Moderna just made Pfizer vaccine’s biggest weakness even bigger



Pfizer (NYSE: PFE) and Modern (NASDAQ: ARNM) have been close rivals in the COVID-19 vaccine race since they announced the start of their Phase 3 vaccine trials – the same day in July. But Pfizer was ahead on the way to the finish line. The large pharmaceutical company obtained the FDA’s first Emergency Use Clearance (EUA) for a vaccine against the coronavirus in December.

Yet Moderna was not far behind – the vaccine from the smaller biotech company didn’t get its EUA until seven days later.

The two companies have since pursued competition largely in tandem. So far, 49 million Americans have received both doses of the Pfizer vaccine – developed under the code name BNT162b2, but now called Comirnaty – while 40 million have completed their regimens of the Moderna vaccine, also known as mRNA-1273. The two companies are also working on booster shots and are conducting the necessary clinical studies that will also allow them to start immunizing children and adolescents. But Comirnaty has a great weakness. And this weakness, along with the latest news from Moderna, may help mRNA-1273 take a leap forward.

A doctor in his office has a patient vaccinated with a coronavirus vaccine.

Image source: Getty Images.

A key difference between the two mRNA vaccines

Pfizer and Moderna have both developed mRNA vaccines for COVID-19. They use messenger RNA to trick the body into producing a key protein found on the surface of the coronavirus. Then the immune system creates antibodies that recognize this protein, thus preparing the body to fight the coronavirus. But their vaccines are not the same. One of the big differences from the start has been their storage temperature requirements. And this is where Pfizer’s weakness lies.

For longer periods, Comirnaty should be stored at ultra-cold temperatures – between minus 112 degrees Fahrenheit and minus 76 degrees Fahrenheit. The vaccine can be stored at standard refrigerator temperature for five days.

As Pfizer collected more data, it was able to relax some guidelines for short-term storage. For example, the company said earlier this year that its vaccine can be stored at relatively warmer temperatures (minus 13 degrees Fahrenheit to 5 degrees Fahrenheit) for two weeks. These are temperatures that standard pharmaceutical freezers can maintain. The Food and Drug Administration has approved these new storage guidelines.

Thus, pharmacies and healthcare facilities can easily store Pfizer vaccine for 19 days. I count the refrigerated temperature period and the pharmacy freezer temperature period.

Easier from the start

Moderna’s mRNA-1273 offered an easier storage profile from the start. Right now, the guidelines say it can be stored at standard refrigerator temperatures (35.6 degrees Fahrenheit to 46.4 degrees Fahrenheit) for one month. It can be stored for up to seven months in a standard freezer. But this week, Moderna said additional research has shown that mRNA-1273 can be safely kept at refrigerator temperature for up to three months. The FDA has yet to approve these new guidelines.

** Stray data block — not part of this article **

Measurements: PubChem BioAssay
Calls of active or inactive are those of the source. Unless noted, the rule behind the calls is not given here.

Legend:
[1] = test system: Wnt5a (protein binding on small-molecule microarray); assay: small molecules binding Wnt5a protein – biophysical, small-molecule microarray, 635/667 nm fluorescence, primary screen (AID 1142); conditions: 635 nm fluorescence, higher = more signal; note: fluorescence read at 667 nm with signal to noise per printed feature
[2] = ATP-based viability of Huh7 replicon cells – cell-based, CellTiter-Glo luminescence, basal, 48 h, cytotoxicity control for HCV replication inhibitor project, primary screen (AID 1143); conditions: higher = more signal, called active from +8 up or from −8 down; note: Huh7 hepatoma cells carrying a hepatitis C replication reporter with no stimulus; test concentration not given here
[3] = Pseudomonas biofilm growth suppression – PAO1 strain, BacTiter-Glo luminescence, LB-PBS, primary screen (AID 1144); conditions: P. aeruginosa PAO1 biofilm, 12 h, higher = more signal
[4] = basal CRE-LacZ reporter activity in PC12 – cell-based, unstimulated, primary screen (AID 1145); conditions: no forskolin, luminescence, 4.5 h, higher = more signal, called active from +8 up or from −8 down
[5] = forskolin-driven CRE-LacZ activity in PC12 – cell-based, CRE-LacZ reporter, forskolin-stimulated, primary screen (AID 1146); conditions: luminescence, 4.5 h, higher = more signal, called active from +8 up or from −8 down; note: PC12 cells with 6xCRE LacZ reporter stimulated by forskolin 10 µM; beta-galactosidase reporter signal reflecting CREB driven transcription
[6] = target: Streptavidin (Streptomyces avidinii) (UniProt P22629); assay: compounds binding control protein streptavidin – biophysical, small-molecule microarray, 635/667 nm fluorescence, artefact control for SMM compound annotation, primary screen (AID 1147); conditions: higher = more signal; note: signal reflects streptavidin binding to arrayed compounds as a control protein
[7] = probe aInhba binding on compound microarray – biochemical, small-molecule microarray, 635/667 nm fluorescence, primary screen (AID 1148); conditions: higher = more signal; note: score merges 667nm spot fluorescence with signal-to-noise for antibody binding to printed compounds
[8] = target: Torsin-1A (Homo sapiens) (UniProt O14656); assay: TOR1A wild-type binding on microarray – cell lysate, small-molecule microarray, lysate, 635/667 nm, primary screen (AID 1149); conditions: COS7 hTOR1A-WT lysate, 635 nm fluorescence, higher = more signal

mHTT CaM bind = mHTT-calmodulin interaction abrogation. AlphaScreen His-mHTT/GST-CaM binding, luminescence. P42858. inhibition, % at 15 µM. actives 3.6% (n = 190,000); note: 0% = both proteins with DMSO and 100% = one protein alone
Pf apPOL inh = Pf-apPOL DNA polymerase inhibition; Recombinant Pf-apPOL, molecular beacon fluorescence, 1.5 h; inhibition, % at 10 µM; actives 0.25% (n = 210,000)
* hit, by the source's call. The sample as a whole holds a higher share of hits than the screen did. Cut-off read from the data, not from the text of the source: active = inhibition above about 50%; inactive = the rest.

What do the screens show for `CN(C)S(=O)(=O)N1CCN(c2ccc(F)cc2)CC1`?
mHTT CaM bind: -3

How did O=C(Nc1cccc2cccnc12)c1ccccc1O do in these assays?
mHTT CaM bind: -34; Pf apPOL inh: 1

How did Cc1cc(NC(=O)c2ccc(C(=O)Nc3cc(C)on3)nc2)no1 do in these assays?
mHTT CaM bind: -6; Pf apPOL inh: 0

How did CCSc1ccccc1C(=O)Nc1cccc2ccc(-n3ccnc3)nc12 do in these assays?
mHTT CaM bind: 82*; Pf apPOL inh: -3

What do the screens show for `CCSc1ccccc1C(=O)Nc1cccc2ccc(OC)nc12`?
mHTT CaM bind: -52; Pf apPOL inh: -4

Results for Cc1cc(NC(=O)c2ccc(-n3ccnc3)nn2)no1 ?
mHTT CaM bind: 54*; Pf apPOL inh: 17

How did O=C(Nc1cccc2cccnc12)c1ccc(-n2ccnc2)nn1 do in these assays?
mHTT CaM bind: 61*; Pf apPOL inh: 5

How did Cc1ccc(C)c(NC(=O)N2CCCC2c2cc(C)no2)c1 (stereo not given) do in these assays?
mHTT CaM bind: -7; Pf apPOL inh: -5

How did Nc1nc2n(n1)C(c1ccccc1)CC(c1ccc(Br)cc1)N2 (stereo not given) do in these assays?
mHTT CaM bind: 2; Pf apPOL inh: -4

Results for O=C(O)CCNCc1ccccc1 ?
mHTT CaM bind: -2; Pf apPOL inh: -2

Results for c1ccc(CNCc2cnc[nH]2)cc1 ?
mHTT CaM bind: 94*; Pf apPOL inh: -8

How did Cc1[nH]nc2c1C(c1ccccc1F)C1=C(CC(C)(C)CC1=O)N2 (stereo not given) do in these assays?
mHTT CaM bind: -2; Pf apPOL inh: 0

Moderna is also studying new formulations of its coronavirus vaccine that would further improve its storage profile.

The possibility that Moderna’s COVID-19 vaccine could be stored for up to three months in a standard refrigerator could give it an even greater head start in the market. Pfizer ensures the safe transport of its vaccines with special thermal containers. But in small healthcare facilities, the problem is on-site storage. Many doctor’s offices or pharmacies may prefer to stock up on the vaccine that can be stored in the refrigerator for a long time. They may have limited freezer space – or no freezer space at all.

And in some countries, temperature requirements could be decisive when it comes to choosing which vaccines governments and healthcare providers choose. Nigeria, for example, said earlier this year that it would favor vaccines that require less cooling.

An evolving vaccine situation

When COVID-19 vaccines began rolling out, countries were simply aiming to vaccinate as many people as possible, as quickly as possible. So they ordered what was available. But as various vaccine makers continue to ramp up production and refine their offerings, countries will have more choices – and a little more time to consider those options. This is when Moderna could take the lead.

Will this mean major market dominance for Moderna and a big loss of revenue for Pfizer? No. Certainly, mRNA-1273 could move into the top spot due to its easier storage requirements. But if that happens, Pfizer’s Comirnaty will stay close behind it. No company can produce enough doses to immunize more than 7.8 billion people around the world with the speed needed. Moderna and Pfizer each aim to produce 3 billion doses of their coronavirus vaccines next year, and each requires one person to receive two doses. So even if a country prefers Moderna’s vaccine, for example, it will likely have to order doses from another vaccine manufacturer to cover all of its citizens.

The more manageable temperature requirements of the Moderna vaccine will not upset Pfizer’s prospects for billions of dollars in Comirnaty’s sales. But this latest news is likely to lead to increased orders for mRNA-1273, and could significantly increase sales of Moderna’s products in the long run.

This article represents the opinion of the writer, who may disagree with the “official” recommendation position of a premium Motley Fool consulting service. We are motley! Challenging an investment thesis – even one of our own – helps us all to think critically about investing and make decisions that help us become smarter, happier, and richer.




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